Faurecia

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Faurecia
Type Public
Traded as EuronextEO
Industry Automotive
Founded 1997
Headquarters Nanterre, France
Number of locations 34 countries
Area served International
Key people Yann Delabrière, CEO
Products Exhausts, Seats, Interiors and Front Ends
Services Design and manufacture of automotive sub-systems for the Volkswagen group, PSA Peugeot Citroën, Renault-Nissan, Ford, General Motors, BMW, Daimler, Fiat Chrysler, Toyota, Hyundai-Kia and other automotive OEMs
Revenue Increase €18,028.6 million (2013)
Operating income Increase €538.3 million (2013)
Net income Decrease €87.6 million (2013)
Total assets Increase €8,330.8 million (2013)
Total equity Increase €1,642.3 million (2013)
Employees 97,419 (2013)
Website http://faurecia.com

Faurecia is the 6th largest international automotive parts manufacturers in the world; in 2013 it was #1 for vehicle interiors and emission control technology.[1] One in four automobiles is equipped by Faurecia. It designs and manufactures seats, exhaust systems, interior systems (dashboards, centre consoles, door panels, acoustic modules) exterior modules (front ends, exterior systems and shock absorption systems) and decorative aspects of a vehicle (aluminium, wood).

Faurecia's customers include the Volkswagen group, PSA Peugeot Citroën, Renault-Nissan, Ford, General Motors, BMW, Daimler, Fiat/Chrysler, Toyota and Hyundai-Kia among others. Headquartered in Nanterre, France, Faurecia employs 5,500 engineers and technicians. The company operates over 320 production sites and 30 R&D centres in 34 countries worldwide, with 460 patents filed in 2012. About half of these sites are manufacturing plants operating on the just-in-time principle. Faurecia joined the United Nations Global Compact in 2004. While French car manufacturer PSA Peugeot Citroën is Faurecia's controlling shareholder, holding around 57.4% stake, Faurecia is run as an independent company.[2]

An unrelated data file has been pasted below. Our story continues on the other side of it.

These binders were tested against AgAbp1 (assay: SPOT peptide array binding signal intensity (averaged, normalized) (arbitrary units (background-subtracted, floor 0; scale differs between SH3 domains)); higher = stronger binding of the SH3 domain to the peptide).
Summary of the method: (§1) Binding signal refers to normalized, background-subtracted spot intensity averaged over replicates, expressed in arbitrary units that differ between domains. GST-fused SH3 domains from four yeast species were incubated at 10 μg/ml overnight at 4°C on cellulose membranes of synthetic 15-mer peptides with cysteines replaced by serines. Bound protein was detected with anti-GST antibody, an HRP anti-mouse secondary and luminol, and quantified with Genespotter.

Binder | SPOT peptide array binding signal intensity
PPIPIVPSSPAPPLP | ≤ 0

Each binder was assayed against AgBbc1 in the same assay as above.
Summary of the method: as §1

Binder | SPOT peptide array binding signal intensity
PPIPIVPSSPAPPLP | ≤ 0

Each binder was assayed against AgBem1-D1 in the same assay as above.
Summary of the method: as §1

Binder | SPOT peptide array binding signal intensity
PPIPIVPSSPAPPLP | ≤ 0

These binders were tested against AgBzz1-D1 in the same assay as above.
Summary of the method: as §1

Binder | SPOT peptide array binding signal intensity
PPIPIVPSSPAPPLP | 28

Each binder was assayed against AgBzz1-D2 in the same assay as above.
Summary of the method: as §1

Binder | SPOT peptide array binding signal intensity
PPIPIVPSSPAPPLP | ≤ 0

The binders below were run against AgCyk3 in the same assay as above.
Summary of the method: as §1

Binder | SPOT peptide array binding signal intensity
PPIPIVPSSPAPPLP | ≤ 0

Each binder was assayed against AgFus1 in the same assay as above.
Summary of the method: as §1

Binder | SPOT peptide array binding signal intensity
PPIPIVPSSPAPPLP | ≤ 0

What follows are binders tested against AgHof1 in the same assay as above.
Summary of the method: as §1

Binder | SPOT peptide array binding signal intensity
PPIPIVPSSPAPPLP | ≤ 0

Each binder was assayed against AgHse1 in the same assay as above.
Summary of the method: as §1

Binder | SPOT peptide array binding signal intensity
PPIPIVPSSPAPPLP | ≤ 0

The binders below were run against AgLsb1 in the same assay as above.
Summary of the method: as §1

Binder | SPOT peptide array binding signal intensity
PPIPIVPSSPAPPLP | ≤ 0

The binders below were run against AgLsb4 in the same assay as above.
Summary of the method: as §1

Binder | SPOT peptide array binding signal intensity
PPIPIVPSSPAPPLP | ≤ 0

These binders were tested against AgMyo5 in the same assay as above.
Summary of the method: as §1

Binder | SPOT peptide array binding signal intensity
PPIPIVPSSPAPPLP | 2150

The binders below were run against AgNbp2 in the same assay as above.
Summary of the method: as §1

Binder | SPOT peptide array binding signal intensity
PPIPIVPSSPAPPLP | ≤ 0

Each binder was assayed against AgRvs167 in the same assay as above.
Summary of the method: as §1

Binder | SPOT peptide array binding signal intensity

Timeline[edit]

1914:
Bertrand Faure opens a workshop to produce seats for trams and Metro trains. His company is known as the Bertrand Faure Group or BFG.

1929:
BFG acquires Epéda spring patent and begins production of seating systems for the automotive market.
1945:
Peugeot begins production of automotive components, bicycles, and motorcycles through subsidiaries Aciers et Outillage Peugeot and Peugeot Cycles.
1987:
Aciers et Outillage Peugeot and Peugeot Cycles are merged to form ECIA; Faure acquires Delsey and Luchaire.
1988:
BFG is acquired in a LBO backed by Michelin, Michel Thierry, Peugeot, and others to block a takeover attempt by Valeo.
1991:
BFG acquires Rentrop in Germany.
1997:
BFG agrees to be acquired by ECIA, forming Faurecia.
1999:
Faurecia acquires AP Automotive Systems in the United States.
2001:
Faurecia acquires the automotive components operations of Sommer Allibert.
2003:
Faurecia wins a $2 billion contract for production of cockpit components for Chrysler in the United States.
2012:
Faurecia Interior Systems set up its R&D centre in Pune, India, with plans to employ 800 people there.[3] Faurecia has standardised operations worldwide and its system of excellence in production helped it reinforce its efficiency and product quality. This year the group earned a number of awards from their clients all over the world.

2013:

Japan's Chamber of Commerce (CCIFJ) recognised Faurecia's strong 2012 progress in the country with the "Jury's Special Award" at the French Business Awards 2013.[4]

Michel Favre will join Faurecia as the Financial Director in September 2013.

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